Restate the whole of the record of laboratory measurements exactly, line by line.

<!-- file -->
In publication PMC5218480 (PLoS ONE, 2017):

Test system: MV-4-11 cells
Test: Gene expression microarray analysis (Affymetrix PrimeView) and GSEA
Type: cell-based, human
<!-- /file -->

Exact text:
In publication PMC5218480 (PLoS ONE, 2017):

Test system: MV-4-11 cells
Test: Gene expression microarray analysis (Affymetrix PrimeView) and GSEA
Type: cell-based, human